"The handsome manner in which my health has been proposed by our worthy and estimable host, and the flattering reception it has met with from you, merit my warmest acknowledgments. I should, indeed, be unworthy of the land which gave me birth, were I insensible of the honour which has just been done me by so enlightened and distinguished an assembly as the present. My friend, Mr. Jorrocks, has been pleased to designate me as one of the most distinguished sportsmen of the day, a title, however, to which I feel I have little claim: but this I may say, that I have portrayed our great national sports in their brightest and most glowing colours, and that on sporting subjects my pen shall yield to none (cheers). I have ever been the decided advocate of many sports and exercises, not only on account of the health and vigour they inspire, but because I feel that they are the best safeguards on a nation's energies, and the best protection against luxury, idleness, debauchery, and effeminacy (cheers). The authority of all history informs us, that the energies of countries flourished whilst manly sports have flourished, and decayed as they died away (cheers). What says Juvenal, when speaking of the entry of luxury into Rome?"

Saevior armis Luxuria incubuit, victumque ulciscitur orbem.

"And we need only refer to ancient history, and to the writings of Xenophon, Cicero, Horace, or Virgil, for evidence of the value they have all attached to the encouragement of manly, active, and hardy pursuits, and the evils produced by a degenerate and effeminate life on the manners and characters of a people (cheers). Many of the most eminent literary characters of this and of other countries have been ardently attached to field sports; and who, that has experienced their beneficial results, can doubt that they are the best promoters of the _mens sana in corpore sano_--the body sound and the understanding clear (cheers)?

Gentlemen, it is with feelings of no ordinary gratification that I find myself at the social and truly hospitable board of one of the most distinguished ornaments of one of the most celebrated Hunts in this great country, one whose name and fame have reached the four corners of the globe--to find myself after so long an absence from my native land--an estrangement from all that has ever been nearest and dearest to my heart--once again surrounded by these cheerful countenances which so well express the honest, healthful pursuits of their owners. Let us then," added Nimrod, seizing a decanter and pouring himself out a bumper, "drink, in true Kentish fire, the health and prosperity of that brightest sample of civic sportsmen, the great and renowned JOHN JORROCKS!"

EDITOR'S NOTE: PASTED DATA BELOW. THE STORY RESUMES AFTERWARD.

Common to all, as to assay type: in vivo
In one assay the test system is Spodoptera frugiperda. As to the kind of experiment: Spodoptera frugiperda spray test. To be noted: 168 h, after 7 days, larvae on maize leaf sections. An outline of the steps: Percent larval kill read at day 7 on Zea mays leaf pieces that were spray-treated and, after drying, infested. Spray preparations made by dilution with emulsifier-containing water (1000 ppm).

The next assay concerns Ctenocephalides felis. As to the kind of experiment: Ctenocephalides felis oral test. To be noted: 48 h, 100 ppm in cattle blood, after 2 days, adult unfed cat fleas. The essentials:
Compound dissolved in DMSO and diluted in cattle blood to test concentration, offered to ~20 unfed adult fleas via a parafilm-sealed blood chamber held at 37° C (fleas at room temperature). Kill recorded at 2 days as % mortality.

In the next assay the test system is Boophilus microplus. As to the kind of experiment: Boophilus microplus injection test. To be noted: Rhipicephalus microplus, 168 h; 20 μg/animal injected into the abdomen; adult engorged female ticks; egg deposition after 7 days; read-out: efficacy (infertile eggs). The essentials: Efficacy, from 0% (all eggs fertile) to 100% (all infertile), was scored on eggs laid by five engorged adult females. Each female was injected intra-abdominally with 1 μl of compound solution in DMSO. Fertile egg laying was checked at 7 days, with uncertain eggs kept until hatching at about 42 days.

Immense applause followed the conclusion of this speech, during which time the decanters buzzed round the table, and the glasses being emptied, the company rose, and a full charge of Kentish fire followed; Mr. Jorrocks, sitting all the while, looking as uncomfortable as men in his situation generally do.

The cheering having subsided, and the parties having resumed their seats, it was his turn to rise, so getting on his legs, he essayed to speak, but finding, as many men do, that his ideas deserted him the moment the "eyes of England" were turned upon him, after two or three hitches of his nankeens, and as many hems and haws, he very coolly resumed his seat, and spoke as follows:

"Gentlemen, unaccustomed as I am to public speaking, I am taken quite aback by this werry unexpected compliment (cheers); never since I filled the hancient and honerable hoffice of churchwarden in the populous parish of St. Botolph Without, have I experienced a gratification equal to the present. I thank you from the werry bottom of my breeches-pocket (applause). Gentlemen, I'm no horator, but I'm a honest man (cheers).

I should indeed be undeserving the name of a sportsman--undeserving of being a member of that great and justly celebrated 'unt, of which Mr.

Happerley Nimrod has spun so handsome and flattering a yarn, if I did not feel deeply proud of the compliment you have paid it. It is unpossible for me to follow that great sporting scholar fairly over the ridge and furrow of his werry intricate and elegant horation, for there are many of those fine gentlemen's names--French, I presume--that he mentioned, that I never heard of before, and cannot recollect; but if you will allow me to run 'eel a little, I would make a few hobservations on a few of his hobservations.--Mr. Happerley Nimrod, gentlemen, was pleased to pay a compliment to what he was pleased to call my something 'ospitality. I am extremely obliged to him for it. To be surrounded by one's friends is in my mind the 'Al' of 'uman 'appiness (cheers).

Gentlemen, I am most proud of the honour of seeing you all here to-day, and I hope the grub has been to your likin' (cheers), if not, I'll discharge my butcher. On the score of quantity there might be a little deficiency, but I hope the quality was prime. Another time this shall be all remedied (cheers). Gentlemen, I understand those cheers, and I'm flattered by them--I likes 'ospitality!--I'm not the man to keep my butter in a 'pike-ticket, or my coals in a quart pot (immense cheering).

Gentlemen, these are my sentiments, I leaves the flowers of speech to them as is better acquainted with botany (laughter)--I likes plain English, both in eating and talking, and I'm happy to see Mr. Happerley Nimrod has not forgot his, and can put up with our homely fare, and do without pantaloon cutlets, blankets of woe,[27] and such-like miseries."

[Footnote 27: "Blanquette de veau."]

"I hates their 'orse douvers (hors-d'oeuvres), their rots, and their poisons (poissons); 'ord rot 'em, they near killed me, and right glad am I to get a glass of old British black strap. And talking of black strap, gentlemen, I call on old Crane, the man what supplies it, to tip us a song. So now I'm finished--and you, Crane, lap up your liquor and begin!" (applause).

Chapter end